Lancaster Medical School helps local schoolchildren with healthy lifestyle advice

Year 6 Medical Training Day on campus with the Cathedral Catholic Primary School
Year 6 Medical Training Day on campus with the Cathedral Catholic Primary School

Staff and students from Lancaster Medical School have been teaching health promotion and basic life support to children from five local primary schools.

The five schools included Ellel St John’s Primary, Willow Lane Community Primary and Cathedral Primary School in Lancaster, Kirkland and Catterall St Helen’s Primary in Churchtown and Garstang Community Primary.

Medical students and GP tutors Dr Debbie Clift, Dr Lee Hudson and Dr Pippa Eccles from Lancaster Medical School either visited the schools or else invited the children onto campus with the help of Lancaster University Students’ Union.

Dr Clift said: “Cardiovascular Health is an important public health priority locally and in the North-West. The goal was to give lifestyle advice to encourage young people and their families to adopt healthy lifestyle habits while orientating our students to the importance of health promotion and disease prevention.”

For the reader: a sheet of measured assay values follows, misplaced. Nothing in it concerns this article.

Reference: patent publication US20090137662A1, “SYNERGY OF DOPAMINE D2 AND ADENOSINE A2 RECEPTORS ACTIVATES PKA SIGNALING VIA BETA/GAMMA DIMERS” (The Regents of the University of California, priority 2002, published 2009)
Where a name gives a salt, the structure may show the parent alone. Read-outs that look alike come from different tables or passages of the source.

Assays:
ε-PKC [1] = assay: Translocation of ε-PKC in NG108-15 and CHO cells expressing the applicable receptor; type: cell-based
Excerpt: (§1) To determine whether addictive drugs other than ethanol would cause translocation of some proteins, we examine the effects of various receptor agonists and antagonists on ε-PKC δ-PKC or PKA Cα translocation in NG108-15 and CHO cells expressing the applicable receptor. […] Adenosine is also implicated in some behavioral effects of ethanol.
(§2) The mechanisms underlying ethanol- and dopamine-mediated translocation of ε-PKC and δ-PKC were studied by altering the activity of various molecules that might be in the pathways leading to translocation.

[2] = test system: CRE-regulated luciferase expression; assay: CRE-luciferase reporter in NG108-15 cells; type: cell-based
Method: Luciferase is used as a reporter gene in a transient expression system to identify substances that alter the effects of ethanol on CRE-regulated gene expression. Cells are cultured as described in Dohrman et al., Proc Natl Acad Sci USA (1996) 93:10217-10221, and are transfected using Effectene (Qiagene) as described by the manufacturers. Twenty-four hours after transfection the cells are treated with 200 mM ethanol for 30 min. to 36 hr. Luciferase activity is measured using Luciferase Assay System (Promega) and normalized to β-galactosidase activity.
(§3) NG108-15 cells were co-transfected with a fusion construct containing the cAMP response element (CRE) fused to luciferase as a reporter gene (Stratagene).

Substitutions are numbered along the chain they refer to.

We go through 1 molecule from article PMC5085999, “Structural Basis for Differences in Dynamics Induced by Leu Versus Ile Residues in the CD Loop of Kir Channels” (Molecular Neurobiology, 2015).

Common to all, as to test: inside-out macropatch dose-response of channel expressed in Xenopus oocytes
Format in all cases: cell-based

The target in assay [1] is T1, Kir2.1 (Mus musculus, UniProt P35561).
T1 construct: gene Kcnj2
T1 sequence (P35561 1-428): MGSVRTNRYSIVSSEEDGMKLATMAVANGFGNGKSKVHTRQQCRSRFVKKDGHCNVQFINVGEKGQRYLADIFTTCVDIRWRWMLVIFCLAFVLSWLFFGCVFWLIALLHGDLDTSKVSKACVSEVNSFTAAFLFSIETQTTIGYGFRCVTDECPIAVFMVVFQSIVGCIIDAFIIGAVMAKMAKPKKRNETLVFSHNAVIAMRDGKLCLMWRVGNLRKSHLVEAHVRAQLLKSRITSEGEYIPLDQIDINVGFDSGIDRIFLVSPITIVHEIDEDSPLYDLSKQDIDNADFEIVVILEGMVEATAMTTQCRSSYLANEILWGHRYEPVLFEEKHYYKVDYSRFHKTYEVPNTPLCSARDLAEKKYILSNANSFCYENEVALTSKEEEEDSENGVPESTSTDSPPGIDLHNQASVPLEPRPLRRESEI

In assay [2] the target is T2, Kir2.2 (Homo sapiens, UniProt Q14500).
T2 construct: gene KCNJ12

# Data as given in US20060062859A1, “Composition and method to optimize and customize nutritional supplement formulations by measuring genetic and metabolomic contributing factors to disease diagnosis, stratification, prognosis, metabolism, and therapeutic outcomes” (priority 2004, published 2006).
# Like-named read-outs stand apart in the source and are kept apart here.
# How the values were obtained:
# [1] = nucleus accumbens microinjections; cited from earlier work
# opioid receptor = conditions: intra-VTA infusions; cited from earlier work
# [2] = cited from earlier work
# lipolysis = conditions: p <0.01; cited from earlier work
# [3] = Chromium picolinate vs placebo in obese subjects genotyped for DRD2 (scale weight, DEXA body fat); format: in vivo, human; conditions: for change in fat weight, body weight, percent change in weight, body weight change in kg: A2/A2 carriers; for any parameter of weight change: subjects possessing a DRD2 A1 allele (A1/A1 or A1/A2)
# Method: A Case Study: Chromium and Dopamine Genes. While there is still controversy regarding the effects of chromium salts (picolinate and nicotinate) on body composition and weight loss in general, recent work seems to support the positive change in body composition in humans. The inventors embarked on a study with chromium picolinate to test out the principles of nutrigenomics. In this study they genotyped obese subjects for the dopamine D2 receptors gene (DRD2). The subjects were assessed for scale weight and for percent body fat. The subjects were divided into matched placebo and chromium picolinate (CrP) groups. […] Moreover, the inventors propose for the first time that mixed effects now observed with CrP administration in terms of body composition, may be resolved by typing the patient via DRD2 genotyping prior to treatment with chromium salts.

The medical students worked in small groups with the support of GP tutors to prepare presentations on three topics; diet and exercise, drugs and alcohol and the heart and CPR.

Gemma Lewis, Year 6 teacher from Willow Lane Community Primary School, said: The session was fantastic - the interactive quiz starter was great to engage the children with a challenge that got the children thinking about the topic. Brilliant animations and articulate explanations of the complex concepts enabled all the children to engage. The practical activities - learning CPR, learning the functions of the heart through movement and doing exercise to find heart rates - were thoroughly enjoyed by our children.”

Cerys Wilson, Year 2 Medical Student a Lancaster University, said: “It was lovely to see the children have fun and engaging whilst learning about important topics such as drugs, smoking and alcohol. Seeing a difference in their knowledge from the beginning to the end of a short teaching session was very rewarding.”

Finty Royle, Year 2 Medical Student said: “I really enjoyed the health promotion in schools module as it was an opportunity to learn in an alternative way. I loved meeting the children and seeing them enjoy our presentation.”

Dr Clift from Lancaster Medical School said: ”Working with the schools has provided an opportunity to engage in important health discussions with children as they transition into secondary school and encourage them to develop positive relationships with GPs and other health professionals. It has also promoted university education and Medicine as an accessible career for those who may not otherwise consider it, through near-peer role modelling. We look forward to being able to work with more schools in the future.”

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